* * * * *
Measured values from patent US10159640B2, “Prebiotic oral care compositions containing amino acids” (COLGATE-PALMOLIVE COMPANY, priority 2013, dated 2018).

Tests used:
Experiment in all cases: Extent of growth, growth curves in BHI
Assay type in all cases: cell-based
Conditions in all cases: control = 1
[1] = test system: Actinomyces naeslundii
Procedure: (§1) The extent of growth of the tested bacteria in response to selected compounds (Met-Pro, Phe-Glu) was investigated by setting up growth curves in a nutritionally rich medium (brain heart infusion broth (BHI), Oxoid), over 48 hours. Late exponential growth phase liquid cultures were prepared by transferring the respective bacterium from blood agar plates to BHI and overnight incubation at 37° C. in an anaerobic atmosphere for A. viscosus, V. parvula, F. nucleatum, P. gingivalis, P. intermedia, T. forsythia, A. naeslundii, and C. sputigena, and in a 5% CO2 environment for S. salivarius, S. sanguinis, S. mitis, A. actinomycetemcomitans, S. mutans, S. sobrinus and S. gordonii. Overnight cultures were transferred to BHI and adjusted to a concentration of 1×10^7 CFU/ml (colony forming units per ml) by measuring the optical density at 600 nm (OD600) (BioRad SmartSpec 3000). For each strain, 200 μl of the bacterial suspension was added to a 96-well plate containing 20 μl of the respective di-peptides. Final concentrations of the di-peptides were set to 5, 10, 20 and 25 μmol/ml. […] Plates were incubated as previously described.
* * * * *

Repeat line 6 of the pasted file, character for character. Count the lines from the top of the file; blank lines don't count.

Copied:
[1] = test system: Actinomyces naeslundii